72: Learning My Worth

72: Learning My Worth

From Chicken Soup for the Soul: Think Possible

Learning My Worth

Never be bullied into silence. Never allow yourself to be made a victim. Accept no one’s definition of your life, but define yourself.

~Harvey Fierstein

I was pushed out of the car in my high school parking lot late on Monday morning. Crying, I stumbled my way into the building. I didn’t have my things and my clothes were torn and bloodied. At this point, I was too relieved that the worst weekend of my life was over to feel embarrassed.

As I staggered in, I realized the main foyer was empty. My heart sank until I turned a corner and a teacher saw me. She looked horrified as she ran over to me. I collapsed into her arms and cried tears of joy and shame. At eighteen years old, I felt like a helpless child. How could I have let someone do this to me? Why me? I was so relieved that it was over but at the same time I was devastated because I knew this was the end of my relationship with my boyfriend.

I was brought into the principal’s office while the police and my mother were called. My poor mother thought I had gone away for a nice weekend with my boyfriend. What she didn’t know was that my phone was taken from me and I was locked in an attic where I couldn’t call anyone and no one could hear my screams. When my mother and my favorite teacher arrived, I told them the entire story through choking sobs. I was so humiliated. I thought it was all my fault.

I was taken to the police station to file a report and request a restraining order, which was granted that day. These were the first steps into my new life, and I wasn’t sure how I felt about it. I was at war with myself. I scolded myself for missing him.

After telling detectives the gruesome details of what happened that weekend, I never had to speak a word of it again. He went to jail and I was free of him. I spent months trying to heal from the pain that someone I loved so dearly could hurt me so much. I tried not to wonder how he was doing or how he was feeling. Did he regret what he did to me? Did he miss me?

A year later, I got a phone call from a blocked number.

“Hi, Shay, how are you?”

I froze. It was him. I hung up and regretted it instantly. All those months of wondering how he was and whether he missed me or regretted hurting me… I could’ve just found out and I had lost my chance. But the phone rang again. This time, I answered it and calmly talked to him. He told me how sorry he was and that he’d regretted his mistake ever since. He told me he was going to therapy and that he was a different person. He’d never hurt a fly now.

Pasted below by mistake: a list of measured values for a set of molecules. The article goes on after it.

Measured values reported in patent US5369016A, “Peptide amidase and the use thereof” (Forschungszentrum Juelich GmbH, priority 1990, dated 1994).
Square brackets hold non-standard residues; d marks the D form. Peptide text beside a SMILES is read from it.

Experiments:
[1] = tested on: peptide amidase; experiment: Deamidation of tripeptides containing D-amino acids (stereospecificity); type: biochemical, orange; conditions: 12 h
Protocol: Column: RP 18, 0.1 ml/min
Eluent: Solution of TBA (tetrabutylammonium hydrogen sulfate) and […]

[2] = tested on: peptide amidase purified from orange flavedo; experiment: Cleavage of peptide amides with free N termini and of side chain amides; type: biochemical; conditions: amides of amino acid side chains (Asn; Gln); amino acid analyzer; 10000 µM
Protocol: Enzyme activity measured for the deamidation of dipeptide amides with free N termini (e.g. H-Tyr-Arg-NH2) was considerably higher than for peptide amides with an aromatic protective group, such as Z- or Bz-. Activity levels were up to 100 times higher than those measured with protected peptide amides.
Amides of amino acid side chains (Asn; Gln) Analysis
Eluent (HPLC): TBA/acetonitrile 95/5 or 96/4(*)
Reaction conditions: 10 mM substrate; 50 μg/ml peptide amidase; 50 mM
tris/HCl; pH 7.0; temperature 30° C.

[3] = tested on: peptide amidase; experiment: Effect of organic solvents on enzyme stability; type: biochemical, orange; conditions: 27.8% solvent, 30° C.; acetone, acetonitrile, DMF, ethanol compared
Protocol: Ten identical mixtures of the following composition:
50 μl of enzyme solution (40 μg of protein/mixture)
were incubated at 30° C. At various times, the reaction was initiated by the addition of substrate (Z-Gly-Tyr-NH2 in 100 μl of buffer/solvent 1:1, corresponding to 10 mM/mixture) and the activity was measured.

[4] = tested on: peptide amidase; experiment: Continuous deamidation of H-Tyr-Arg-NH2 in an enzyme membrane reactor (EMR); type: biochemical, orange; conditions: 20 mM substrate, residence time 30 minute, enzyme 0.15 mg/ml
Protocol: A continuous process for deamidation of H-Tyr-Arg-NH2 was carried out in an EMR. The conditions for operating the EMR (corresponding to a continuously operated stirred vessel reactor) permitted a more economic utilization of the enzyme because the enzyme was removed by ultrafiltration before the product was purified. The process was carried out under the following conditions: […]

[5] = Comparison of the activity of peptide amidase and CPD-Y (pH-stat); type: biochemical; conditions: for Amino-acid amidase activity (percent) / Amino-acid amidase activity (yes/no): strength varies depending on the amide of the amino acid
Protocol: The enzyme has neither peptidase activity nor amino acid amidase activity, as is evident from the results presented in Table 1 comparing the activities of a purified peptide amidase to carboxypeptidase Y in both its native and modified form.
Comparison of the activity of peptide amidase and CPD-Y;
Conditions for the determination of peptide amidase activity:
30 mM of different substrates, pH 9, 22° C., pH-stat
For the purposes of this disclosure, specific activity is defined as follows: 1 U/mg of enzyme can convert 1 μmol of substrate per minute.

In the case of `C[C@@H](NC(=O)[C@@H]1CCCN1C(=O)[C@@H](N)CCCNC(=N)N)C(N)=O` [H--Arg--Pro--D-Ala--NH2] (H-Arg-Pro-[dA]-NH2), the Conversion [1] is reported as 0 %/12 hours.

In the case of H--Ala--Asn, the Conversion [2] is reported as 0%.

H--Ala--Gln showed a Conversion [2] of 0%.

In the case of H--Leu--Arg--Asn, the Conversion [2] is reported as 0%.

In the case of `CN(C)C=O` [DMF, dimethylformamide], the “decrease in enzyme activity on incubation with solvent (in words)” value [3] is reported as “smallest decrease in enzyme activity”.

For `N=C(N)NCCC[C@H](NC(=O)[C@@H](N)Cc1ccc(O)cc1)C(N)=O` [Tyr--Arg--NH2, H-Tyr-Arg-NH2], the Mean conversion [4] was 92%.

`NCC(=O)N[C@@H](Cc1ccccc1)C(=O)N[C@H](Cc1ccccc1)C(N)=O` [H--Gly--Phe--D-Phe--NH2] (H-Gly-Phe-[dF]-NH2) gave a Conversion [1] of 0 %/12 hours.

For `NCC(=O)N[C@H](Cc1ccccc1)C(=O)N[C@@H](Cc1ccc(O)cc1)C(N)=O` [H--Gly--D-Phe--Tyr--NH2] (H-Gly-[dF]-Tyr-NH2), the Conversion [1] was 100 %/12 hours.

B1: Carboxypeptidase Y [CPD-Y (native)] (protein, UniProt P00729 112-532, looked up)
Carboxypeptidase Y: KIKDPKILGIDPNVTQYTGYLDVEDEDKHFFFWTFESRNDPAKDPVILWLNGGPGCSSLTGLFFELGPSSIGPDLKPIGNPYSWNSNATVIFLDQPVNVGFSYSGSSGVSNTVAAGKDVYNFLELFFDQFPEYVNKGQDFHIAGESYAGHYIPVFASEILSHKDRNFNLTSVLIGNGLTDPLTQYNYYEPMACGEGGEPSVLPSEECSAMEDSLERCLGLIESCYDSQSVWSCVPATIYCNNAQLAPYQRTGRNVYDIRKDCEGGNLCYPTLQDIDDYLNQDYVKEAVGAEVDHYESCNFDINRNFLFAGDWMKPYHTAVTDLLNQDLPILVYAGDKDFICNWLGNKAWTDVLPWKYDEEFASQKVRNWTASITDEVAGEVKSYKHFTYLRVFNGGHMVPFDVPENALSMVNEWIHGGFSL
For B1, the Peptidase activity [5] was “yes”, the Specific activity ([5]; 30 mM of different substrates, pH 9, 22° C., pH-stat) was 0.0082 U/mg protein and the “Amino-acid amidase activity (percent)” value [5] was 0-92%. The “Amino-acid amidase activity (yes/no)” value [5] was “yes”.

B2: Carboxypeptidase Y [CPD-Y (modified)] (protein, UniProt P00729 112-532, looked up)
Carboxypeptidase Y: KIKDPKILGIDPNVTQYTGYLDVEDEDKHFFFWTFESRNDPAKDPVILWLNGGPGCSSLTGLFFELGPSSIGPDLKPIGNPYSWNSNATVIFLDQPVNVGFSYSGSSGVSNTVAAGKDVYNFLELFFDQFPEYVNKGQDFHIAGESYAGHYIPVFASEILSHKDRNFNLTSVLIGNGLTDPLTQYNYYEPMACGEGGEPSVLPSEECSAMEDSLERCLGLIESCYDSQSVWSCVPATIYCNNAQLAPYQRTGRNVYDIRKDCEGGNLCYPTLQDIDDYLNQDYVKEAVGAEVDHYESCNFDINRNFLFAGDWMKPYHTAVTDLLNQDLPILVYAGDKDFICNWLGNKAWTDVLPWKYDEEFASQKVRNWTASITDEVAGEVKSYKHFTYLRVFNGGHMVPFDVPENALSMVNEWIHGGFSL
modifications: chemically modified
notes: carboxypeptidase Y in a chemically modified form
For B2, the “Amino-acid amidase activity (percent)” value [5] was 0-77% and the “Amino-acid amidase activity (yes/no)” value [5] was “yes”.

He asked to see me and apprehensively, I said yes. I was going to meet him at the park halfway between our two homes. When I hung up the phone, I was so excited. My inner conscience tried to yell at me, but my emotions took over and I ignored what I knew was right. I drove down to the park and I was literally shaking with excitement as I exited the car. I saw him sitting on the rock wall and he jumped down and began approaching when he saw me pull up.

As I reached him, I realized how ugly he was. He smiled at me with his stupid smile and I gave him a fake smile in return. He held his arms out for a hug and as I hugged him back, I wanted to throw up. I didn’t miss this man. I hated this man for what he did to me. What had I been thinking?

I told him I needed to go and he forcefully grabbed my arm and said, “No, you don’t.” I turned and looked him directly in the eyes and said, “Don’t you ever touch me again,” and I yanked my arm from his grip and ran to my car. He stood in shock as I drove away. That day, I changed my phone number and I finally cut all ties with him. In my mind, our relationship wasn’t over until that very day. When I drove away and saw him in the rearview mirror, I realized who I really was. I had wasted a year missing a man who didn’t care about me. Somehow, seeing his face made me realize I was worth a whole lot more as a person.

Six years have passed and in this time I’ve learned to forgive him. His poor actions were a result of his own personal suffering. Although I haven’t spoken to him in all these years, I do hope that he’s found a ray of hope within himself and never feels the need to hurt anyone again.

I have also learned to forgive myself for allowing the treatment that I endured in that relationship. In some crazy way that I’ll never understand, I once thought I needed him. Now I know that all I need is to love and respect myself and to be surrounded by those who treat me as I deserve.

~Shaylene McPhee

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